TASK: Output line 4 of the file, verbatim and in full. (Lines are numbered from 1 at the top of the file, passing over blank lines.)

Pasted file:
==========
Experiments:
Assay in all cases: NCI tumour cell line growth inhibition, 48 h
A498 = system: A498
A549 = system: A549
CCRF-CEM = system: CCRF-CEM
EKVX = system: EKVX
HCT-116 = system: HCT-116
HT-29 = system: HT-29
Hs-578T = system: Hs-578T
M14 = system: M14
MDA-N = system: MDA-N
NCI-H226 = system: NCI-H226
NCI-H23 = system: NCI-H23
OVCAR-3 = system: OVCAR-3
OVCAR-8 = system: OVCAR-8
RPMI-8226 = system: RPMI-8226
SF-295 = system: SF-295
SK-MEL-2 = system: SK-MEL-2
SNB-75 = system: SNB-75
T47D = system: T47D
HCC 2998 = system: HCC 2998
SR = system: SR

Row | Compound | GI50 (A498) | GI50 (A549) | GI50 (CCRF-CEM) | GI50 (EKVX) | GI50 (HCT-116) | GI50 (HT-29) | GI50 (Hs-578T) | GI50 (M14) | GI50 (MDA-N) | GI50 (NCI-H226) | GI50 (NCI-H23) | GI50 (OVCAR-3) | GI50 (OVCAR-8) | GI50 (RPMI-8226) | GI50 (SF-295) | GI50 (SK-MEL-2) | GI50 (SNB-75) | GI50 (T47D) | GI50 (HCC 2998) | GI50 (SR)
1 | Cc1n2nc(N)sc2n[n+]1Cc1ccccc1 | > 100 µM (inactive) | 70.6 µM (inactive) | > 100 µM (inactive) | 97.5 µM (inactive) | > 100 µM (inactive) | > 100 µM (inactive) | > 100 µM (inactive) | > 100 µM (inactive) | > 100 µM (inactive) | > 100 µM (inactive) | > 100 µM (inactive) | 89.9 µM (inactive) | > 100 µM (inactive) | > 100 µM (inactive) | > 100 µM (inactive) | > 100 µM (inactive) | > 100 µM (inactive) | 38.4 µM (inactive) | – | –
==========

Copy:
A549 = system: A549